The following description was published in RI67 The Cat Hill Formation and Bethany Formation of Delaware, Andres, A.S., 2004:
The composition, thickness, and geophysical log signature of the Bethany Formation vary with location and depth. In general, the Bethany Formation is a sequence of clayey and silty beds with discontinuous lenses of sand (Andres, 1986; Ramsey, 2003). The most common lithologies are silty, clayey fine sand; sandy, silty clay; clayey, sandy silt; fine to medium sand; sandy, clayey silt, and medium to coarse sand with granule and pebble layers. Thin gravel layers occur most frequently in updip areas and are rarer in downdip areas. Sands are typically quartzose. Lignite, plant remains, and mica are common, grains of glauconite are rare. In the Lewes area, Ramsey (2003) describes the Bethany Formation as consisting of gray, olive gray, bluish-gray clay to clayey silt interbedded with fine to very coarse sand. Lignitic and gravelly beds are common.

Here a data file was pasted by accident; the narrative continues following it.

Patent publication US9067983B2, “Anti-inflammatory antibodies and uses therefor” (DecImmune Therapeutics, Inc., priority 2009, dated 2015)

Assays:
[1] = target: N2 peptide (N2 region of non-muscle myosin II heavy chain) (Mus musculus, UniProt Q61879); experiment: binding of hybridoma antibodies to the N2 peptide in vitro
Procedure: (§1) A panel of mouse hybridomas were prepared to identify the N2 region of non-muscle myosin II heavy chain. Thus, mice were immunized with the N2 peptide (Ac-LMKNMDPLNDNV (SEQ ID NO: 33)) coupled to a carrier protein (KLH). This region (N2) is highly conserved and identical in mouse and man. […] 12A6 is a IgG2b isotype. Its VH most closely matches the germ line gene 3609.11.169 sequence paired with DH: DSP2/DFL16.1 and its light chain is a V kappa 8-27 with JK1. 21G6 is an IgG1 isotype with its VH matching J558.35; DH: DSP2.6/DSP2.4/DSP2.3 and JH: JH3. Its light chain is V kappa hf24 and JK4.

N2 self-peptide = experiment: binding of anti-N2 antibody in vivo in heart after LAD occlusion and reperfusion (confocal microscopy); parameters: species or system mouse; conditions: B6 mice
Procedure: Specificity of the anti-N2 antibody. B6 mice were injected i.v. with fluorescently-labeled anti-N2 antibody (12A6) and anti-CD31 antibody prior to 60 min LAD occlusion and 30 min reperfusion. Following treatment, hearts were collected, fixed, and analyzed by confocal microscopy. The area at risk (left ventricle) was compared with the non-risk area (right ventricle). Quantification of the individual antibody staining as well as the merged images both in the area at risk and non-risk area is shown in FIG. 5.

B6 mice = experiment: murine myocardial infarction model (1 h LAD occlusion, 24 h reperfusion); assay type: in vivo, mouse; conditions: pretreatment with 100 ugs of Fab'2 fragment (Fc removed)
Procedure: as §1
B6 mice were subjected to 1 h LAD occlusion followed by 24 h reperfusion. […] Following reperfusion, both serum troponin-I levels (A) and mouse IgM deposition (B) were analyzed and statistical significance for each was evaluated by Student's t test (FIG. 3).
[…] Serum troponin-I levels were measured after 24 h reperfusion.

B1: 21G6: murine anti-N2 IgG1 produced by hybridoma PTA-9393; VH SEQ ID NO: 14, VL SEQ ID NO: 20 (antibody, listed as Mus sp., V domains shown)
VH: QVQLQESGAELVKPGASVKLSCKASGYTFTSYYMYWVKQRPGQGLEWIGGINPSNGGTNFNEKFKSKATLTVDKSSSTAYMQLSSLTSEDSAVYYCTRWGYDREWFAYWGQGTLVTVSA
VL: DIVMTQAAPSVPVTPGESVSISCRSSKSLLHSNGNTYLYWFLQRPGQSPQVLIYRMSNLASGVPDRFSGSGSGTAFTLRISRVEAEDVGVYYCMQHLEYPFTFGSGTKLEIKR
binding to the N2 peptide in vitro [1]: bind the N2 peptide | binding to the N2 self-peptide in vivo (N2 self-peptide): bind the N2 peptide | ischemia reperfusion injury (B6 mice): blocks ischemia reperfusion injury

Variations in thickness reflect spatial changes in depositional environments during filling of the sedimentary basin and post-depositional erosional truncation (Andres, 1986). The age of the Bethany Formation is reported to range from late middle Miocene (Owens and Denny, 1979; Hansen, 1981; Benson, 1990) to perhaps Pliocene (Miller et al., 2003), although the age estimates are poorly constrained because of a general lack of diagnostic fossils or other materials that can be age-dated.